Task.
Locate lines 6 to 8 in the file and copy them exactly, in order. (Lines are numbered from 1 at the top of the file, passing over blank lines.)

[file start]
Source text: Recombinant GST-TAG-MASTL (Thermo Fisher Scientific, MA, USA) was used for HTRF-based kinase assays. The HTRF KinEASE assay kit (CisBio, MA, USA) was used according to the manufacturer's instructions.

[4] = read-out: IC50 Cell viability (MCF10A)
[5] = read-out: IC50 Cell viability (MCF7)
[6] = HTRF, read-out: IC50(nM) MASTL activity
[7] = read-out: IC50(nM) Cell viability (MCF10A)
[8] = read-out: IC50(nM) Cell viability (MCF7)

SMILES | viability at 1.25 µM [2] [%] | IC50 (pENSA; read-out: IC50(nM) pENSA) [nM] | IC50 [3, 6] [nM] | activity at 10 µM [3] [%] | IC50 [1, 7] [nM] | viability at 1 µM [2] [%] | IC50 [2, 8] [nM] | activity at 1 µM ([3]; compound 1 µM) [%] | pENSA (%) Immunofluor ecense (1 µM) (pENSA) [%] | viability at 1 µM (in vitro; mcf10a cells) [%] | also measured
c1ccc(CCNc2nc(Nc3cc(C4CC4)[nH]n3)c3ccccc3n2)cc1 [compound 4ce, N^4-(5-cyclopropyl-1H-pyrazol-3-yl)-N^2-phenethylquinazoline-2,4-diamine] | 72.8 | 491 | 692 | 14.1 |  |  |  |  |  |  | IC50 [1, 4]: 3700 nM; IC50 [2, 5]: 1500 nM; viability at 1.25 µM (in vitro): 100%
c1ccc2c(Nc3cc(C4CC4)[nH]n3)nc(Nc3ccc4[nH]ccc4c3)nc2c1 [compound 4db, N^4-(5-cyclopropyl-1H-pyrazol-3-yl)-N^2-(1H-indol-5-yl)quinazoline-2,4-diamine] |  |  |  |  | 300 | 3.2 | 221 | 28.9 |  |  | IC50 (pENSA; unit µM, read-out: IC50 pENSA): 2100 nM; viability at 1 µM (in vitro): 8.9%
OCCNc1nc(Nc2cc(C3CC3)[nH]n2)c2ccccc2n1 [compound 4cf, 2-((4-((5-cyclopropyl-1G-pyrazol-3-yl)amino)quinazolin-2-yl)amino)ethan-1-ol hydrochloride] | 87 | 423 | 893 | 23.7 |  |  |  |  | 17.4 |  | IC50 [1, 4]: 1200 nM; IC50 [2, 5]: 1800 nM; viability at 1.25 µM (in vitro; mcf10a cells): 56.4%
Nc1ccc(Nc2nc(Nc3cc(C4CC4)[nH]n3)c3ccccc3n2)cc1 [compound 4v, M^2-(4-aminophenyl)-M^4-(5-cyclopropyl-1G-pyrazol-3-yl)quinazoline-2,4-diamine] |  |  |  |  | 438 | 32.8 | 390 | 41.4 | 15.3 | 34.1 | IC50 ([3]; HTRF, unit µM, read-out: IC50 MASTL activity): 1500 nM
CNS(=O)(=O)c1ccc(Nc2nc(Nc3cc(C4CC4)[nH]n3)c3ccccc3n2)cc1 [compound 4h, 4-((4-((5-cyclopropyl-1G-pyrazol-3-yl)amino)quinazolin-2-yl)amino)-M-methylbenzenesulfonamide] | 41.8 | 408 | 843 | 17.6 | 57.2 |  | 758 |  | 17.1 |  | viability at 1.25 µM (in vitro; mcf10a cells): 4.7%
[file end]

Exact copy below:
[8] = read-out: IC50(nM) Cell viability (MCF7)

SMILES | viability at 1.25 µM [2] [%] | IC50 (pENSA; read-out: IC50(nM) pENSA) [nM] | IC50 [3, 6] [nM] | activity at 10 µM [3] [%] | IC50 [1, 7] [nM] | viability at 1 µM [2] [%] | IC50 [2, 8] [nM] | activity at 1 µM ([3]; compound 1 µM) [%] | pENSA (%) Immunofluor ecense (1 µM) (pENSA) [%] | viability at 1 µM (in vitro; mcf10a cells) [%] | also measured
c1ccc(CCNc2nc(Nc3cc(C4CC4)[nH]n3)c3ccccc3n2)cc1 [compound 4ce, N^4-(5-cyclopropyl-1H-pyrazol-3-yl)-N^2-phenethylquinazoline-2,4-diamine] | 72.8 | 491 | 692 | 14.1 |  |  |  |  |  |  | IC50 [1, 4]: 3700 nM; IC50 [2, 5]: 1500 nM; viability at 1.25 µM (in vitro): 100%